Attorneys Aileen Leipprandt and Suzanne Sutherland Present “The Art & Law of Living Neighborly,” to NAWIC

Attorneys Aileen Leipprandt and Suzanne Sutherland will present “The Art & Law of Living Neighborly,” to the National Association of Women in Construction, in Grand Rapids, Michigan on February 14, 2018.

Aileen Leipprandt practices in the areas of commercial and real estate litigation and construction law. Her clients include owners, developers, design professionals, contractors, suppliers, manufacturers, and insurers/sureties. Aileen assists clients with transactional and litigation matters, including negotiations, contract review, preparation,  and pre-suit claims evaluation and facilitation.  For more than 20 years, Aileen has been a lecturer and author on many topics involving contract and construction law including Construction Contract Clauses, Sustainable (LEED) Construction, Building Information Modeling (BIM), and MIOSHA Compliance.

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Contractor Stung By Liquidated Damages

The recent case of Abhe & Svboda Inc. v MDOT (Court of Appeals, August 2017), underscores the difficulty in challenging Liquidated Damages, particularly where a contractor does not comply with delay claim provisions.

This case arose from the late completion by Abhe & Svboda, Inc (ASI) of a contract with the Michigan Department of Transportation (MDOT) to clean and paint part of the Mackinac Bridge. The contract specified Liquidated Damages (LDs) of $3,000 a day for each day of late completion. The contract also gave ASI the right to seek a time extension for bad weather, provided that ASI asserted the request within the time period required by the contract. ASI did not timely complete the project and the State assessed LDs of about $1.9 million for being 644 days late.

ASI sued the State challenging the LDs assessment for a number of reasons. For instance, ASI argued that the LDs should not apply to 362 days of the planned winter shutdown during which it was impossible for MDOT to suffer any losses and that the LD clause was void for failing to be a good-faith effort to estimate losses. ASI also argued that MDOT’s dilatory behavior in approving ASI’s scaffolding plan caused 56 days of delay. ASI argued that 459 days of work were caused by environmental circumstances beyond its control. The trial court rejected all of ASI’s arguments and granted summary disposition to the State. ASI appealed.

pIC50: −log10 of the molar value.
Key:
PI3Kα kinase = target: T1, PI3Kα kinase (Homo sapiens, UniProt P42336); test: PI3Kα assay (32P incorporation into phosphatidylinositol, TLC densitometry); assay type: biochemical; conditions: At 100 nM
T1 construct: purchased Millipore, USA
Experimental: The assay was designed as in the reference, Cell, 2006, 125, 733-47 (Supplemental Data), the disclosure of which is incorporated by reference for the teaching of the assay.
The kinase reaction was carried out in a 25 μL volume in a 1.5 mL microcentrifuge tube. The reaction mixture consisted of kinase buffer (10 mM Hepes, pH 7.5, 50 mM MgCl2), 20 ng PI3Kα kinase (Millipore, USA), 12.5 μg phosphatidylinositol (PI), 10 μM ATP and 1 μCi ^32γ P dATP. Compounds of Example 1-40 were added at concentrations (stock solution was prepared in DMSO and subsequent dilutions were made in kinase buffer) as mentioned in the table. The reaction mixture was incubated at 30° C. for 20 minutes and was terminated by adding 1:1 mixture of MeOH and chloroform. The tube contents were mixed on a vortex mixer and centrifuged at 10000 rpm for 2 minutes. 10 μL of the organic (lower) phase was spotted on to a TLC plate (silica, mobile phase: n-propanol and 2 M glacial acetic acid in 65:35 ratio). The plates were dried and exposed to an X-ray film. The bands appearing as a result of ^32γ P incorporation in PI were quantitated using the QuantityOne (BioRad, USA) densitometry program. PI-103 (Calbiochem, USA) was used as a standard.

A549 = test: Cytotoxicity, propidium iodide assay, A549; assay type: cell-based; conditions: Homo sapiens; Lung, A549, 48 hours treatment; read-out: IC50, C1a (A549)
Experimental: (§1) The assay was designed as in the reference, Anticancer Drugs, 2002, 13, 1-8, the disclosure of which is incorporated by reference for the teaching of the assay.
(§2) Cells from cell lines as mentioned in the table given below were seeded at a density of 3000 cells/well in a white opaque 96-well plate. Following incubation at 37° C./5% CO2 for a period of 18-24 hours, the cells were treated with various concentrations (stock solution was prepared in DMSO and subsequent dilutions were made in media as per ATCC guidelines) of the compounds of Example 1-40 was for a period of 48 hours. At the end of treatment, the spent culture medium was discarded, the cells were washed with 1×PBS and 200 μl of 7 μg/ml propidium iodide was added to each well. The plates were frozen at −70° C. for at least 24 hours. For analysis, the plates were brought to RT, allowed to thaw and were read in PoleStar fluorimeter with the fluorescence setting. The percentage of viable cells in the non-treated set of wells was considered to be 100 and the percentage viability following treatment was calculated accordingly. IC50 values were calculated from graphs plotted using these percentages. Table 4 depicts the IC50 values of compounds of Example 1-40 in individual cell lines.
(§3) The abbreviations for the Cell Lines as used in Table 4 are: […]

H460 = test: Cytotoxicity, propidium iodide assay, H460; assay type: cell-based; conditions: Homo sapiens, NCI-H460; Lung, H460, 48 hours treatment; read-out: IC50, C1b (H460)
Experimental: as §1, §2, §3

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Engineer Loses Claim for Coverage as an Additional Insured

Being an additional insured on someone else’s insurance policy does not guaranty protection. Such was the lesson learned by an engineering firm in Orchard Hiltz & McCliment Inc. v Phoenix Ins. Co. and Federated Mutual Ins. Co., (U.S. 6th Circuit Court of Appeals, Jan. 2017).

In Orchard Hiltz, the Village of Dexter hired the design firm, Orchard Hiltz & McCliment (OHM), to oversee upgrades to Dexter’s wastewater treatment plan. While contractors were removing a lid on a digester tank, sparks from a torch ignited methane gas causing an explosion. One worker was killed and another was injured. The injured worker and the family of the deceased worker sued OHM in state court, claiming that OHM breached the standard of care by failing to ensure that the contractors followed the plans and specifications and by failing to ensure that the contractors implemented safety measures. OHM’s professional liability insurance carrier, XL Specialty Ins., provided a defense to OHM in that state court case.

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AIA 2017 – What’s New About The Old?

In April 2017, the American Institute of Architects (AIA) released the 2017 editions of its flagship agreements, including the Owner-Contractor Agreement (A101), Owner-Contractor Agreement, Cost Plus a GMP (A-102), the General Conditions of Contract (A201) and the Contractor-Subcontractor Agreement (A401).  Significantly, AIA also created a new comprehensive insurance and bonds Exhibit (Exhibit A) to be used with these agreements.

Some interesting changes to note:

Liquidated Damages. Liquidated Damages are now expressly identified with a new provision.  In prior revisions, LDs were merely suggested in a “prompt” as an insertion. Furthermore, the Owner is not required to file a Claim to impose liquidated damages.  Prior AIA versions were silent on whether Owner was required to file a formal claim; courts addressing the question reached differing results.
Captive Insurance Costs.  Contractor must obtain Owner’s prior approval of Contractor’s costs for insurance provided through a captive insurer owned or controlled by Contractor.
Allocation of GMP.  Adopting a revision commonly made by the parties, if a GMP is given, allocation of the GMP does not constitute a separate GMP for each individual line item on the Schedule of Values.

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